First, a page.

Elitism gets us nowhere, and even though I frequently use the CLI, I don’t really like how people are pushing it was a necessity as a justification for lacking functionality or “jank” user experiences in certain software that probably would benefit from actively getting feedback about certain issues.

Of course there’s a problem with fragmentation of communication channels, how to source proper documentation (the Arch wiki aside) or outdated community websites, etc. There’s a lot of hoops newcomers have to jump through to get acclimated - if they don’t just nope out and decide to try at a later date, or scrap the idea of using libre systems altogether.

For me the issue is clear: I want people to use Linux desktops because they are based in FLOSS principles. But that alone won’t usher in the mythical “year of the Linux desktop”. There are clear barriers to entry in the form of irritations, confusion and even toxic behaviour that prevents newcomers from settling in, on top of the classic hardware support issue that has given unfair advantages to proprietary operating systems like Windows.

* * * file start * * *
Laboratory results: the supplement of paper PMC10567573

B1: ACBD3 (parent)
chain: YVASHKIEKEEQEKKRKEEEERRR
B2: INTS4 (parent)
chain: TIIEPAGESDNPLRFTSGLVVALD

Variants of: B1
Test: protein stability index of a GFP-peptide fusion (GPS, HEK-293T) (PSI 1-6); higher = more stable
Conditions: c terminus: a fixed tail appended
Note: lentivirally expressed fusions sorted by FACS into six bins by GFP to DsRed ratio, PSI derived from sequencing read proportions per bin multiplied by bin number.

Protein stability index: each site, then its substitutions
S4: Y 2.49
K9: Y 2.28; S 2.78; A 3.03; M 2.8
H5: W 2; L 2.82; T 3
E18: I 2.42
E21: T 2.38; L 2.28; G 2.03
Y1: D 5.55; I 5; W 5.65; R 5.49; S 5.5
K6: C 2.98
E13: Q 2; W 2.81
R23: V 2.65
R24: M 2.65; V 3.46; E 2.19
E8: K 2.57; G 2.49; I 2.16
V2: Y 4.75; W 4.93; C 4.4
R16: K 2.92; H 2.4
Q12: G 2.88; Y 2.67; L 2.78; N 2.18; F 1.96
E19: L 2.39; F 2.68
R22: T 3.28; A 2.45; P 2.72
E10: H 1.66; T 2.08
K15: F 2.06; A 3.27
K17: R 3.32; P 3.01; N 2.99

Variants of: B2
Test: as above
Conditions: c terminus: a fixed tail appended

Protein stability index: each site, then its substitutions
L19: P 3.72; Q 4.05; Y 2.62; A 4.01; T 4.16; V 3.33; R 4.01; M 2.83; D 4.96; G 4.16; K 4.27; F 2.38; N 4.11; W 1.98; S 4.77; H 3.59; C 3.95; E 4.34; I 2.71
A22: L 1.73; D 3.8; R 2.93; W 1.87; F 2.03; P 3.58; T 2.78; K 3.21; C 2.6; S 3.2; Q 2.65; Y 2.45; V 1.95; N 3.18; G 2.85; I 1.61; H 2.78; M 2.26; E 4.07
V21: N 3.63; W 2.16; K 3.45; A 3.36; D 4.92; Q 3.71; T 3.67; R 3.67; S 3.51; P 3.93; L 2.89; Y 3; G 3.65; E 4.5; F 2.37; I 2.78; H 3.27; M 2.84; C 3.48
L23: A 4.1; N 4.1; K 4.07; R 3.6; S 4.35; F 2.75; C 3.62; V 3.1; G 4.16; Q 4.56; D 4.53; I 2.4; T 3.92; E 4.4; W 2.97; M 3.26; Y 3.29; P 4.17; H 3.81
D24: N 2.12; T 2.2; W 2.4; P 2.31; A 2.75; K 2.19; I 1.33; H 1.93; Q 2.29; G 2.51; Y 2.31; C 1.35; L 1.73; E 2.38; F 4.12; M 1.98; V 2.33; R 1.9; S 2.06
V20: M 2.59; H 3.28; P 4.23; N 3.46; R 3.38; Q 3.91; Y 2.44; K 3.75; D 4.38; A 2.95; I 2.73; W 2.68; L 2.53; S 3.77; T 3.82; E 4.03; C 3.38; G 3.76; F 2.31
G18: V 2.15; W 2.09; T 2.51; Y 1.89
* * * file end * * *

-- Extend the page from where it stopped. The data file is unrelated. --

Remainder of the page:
I think we need to look at how we interface with communities and channels, with how we introduce and facilitate failtesting and troubleshooting, as well as creating places where UX problems can be discussed without getting “use the terminal” thrown in your face.

What do you guys think? Is learning the terminal really that vitally important, or should we be able to facilitate discussion, promotion and encouragement of usability improvements? Are communities really not that toxic, but it’s just a matter of having some fundamental understanding before you go into such a place? Let me know what you think.